Congress should modernize the distinction between full-time employees and independent contractors when it comes to the gig economy, according to an announcement by the Information Technology and Innovation Foundation, a technology think tank.

“The US labor market has diversified considerably in recent decades, and more workers now fall somewhere between full-time employees of a single company and freelance contractors serving their own set of customers,” said Joseph Kennedy, senior fellow at the foundation and author of a report on independent contract status and the Gig Economy.

“Although Internet platforms like Uber and TaskRabbit still represent only a small fraction of this intermediate market, their rapid growth has shined a bright light on the shortcomings of current labor law,” Kennedy said. “There is a clear need for Congress and the states to reform the country’s outdated law by either adapting it, fixing it, or suspending it.”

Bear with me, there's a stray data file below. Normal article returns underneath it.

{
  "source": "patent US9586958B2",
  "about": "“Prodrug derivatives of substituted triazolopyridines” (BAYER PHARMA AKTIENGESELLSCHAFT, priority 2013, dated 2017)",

Kennedy’s report outlines his three ways to fix the laws:

Adapt. Create a new category of worker between full-time employee and independent contractor. The possible drawback would be instead of two rigid categories, employee or independent contractor, there would be three rigid categories.

Fix, Revisit and fix the country’s major labor laws. The drawback here is this would be a long, difficult political process.

Suspend. Temporarily carve out exemptions for gig economy firms.

However, Kennedy cautions these changes wouldn’t solve the entire problem because each state also has its own labor laws.

“Without similar changes at the state level, many of the benefits of reform would remain out of reach,” he writes.